MS-Yammer deal: choice or compulsion?
Global - Microsoft confirmed its acquisition of workplace social network Yammer for US$1.2 billion, a move experts say is more an act of compulsion than choice.
Following the fast rising trend of major IT firms bringing in social capabilities, the move is deemed as a necessary step for Microsoft.
While it already had its SharePoint application that creates private websites for intra-company projects and also last year bought Skype for US$ 8.5 billion, experts say SharePoint's capabilities are outdated.
"Microsoft already has a product that touts social capabilities - SharePoint Server, but this was designed and built in the pre-Facebook, pre-cloud era," said Richard Edwards, principal analyst at Ovum, an analyst firm specialising in the telecoms and technology sectors.
As for Yammer, it is a new breed of enterprise collaboration solution, designed from the ground-up to exploit social, mobile, and cloud technologies, and would sit neatly alongside Skype, Edwards added.
According to Keith Timimi, chairman, VML Qais it is less a case of competing with Facebook and Google and more about the social enterprise software plays of Oracle and in particular Salesforce.com, which built its own Yammer-like platform, Chatter and has recently acquired Radian6 and Buddy Media.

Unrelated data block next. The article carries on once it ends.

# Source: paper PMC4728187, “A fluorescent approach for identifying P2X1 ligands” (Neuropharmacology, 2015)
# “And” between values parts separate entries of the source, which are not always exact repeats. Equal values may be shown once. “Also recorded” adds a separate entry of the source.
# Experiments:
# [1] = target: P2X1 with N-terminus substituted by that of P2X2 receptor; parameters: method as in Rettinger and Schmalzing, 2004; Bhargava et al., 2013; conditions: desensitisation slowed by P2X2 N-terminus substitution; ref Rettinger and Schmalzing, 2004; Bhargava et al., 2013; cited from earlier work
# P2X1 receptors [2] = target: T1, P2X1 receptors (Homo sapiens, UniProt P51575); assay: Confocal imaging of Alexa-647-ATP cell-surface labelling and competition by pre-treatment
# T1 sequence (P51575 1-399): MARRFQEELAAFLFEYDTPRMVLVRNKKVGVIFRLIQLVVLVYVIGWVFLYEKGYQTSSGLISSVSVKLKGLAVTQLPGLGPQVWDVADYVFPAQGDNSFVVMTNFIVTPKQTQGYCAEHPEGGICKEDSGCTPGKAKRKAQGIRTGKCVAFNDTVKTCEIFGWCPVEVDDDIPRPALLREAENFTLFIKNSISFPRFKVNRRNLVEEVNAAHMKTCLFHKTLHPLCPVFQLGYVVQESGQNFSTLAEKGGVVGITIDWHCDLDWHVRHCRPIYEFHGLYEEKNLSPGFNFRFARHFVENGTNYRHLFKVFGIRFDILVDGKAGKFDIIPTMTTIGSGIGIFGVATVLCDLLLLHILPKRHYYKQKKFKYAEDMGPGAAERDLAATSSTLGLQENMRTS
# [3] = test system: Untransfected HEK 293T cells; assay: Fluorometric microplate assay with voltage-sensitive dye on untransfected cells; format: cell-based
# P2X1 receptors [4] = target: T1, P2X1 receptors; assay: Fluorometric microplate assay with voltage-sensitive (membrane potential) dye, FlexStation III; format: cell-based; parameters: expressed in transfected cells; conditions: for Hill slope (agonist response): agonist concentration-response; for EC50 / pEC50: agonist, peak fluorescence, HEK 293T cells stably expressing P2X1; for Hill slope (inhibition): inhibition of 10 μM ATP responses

"Since SharePoint has failed as an internal social platform (despite its success as a content management system), I think Microsoft had absolutely no choice but to do a deal," he said.
The move will enable Microsoft to really start to compete with Chatter and Rypple in the social enterprise space, "a market that is going to grow strongly- and cannibalise other enterprise software sectors," he added.
According to Timimi, what's worth keeping an eye on is Jive, a listed Yammer competitor which he says SAP, IBM or HP might want to snap up, and LinkedIn, which is making its first moves in the private network space.
Conversely, social networks like Facebook have also attempted to step into the workforce space (with its BranchOut function), though real success has yet to materialise.
Marketed as a private social network for companies, Yammer runs on a subscription-based model as opposed to an ad-driven model like that of Facebook's, with the basic version of Yammer being free but a offering users more security and integration with company software for a subscription fee.
Yammer will continue to be headed by current CEO David Sacks (pictured).
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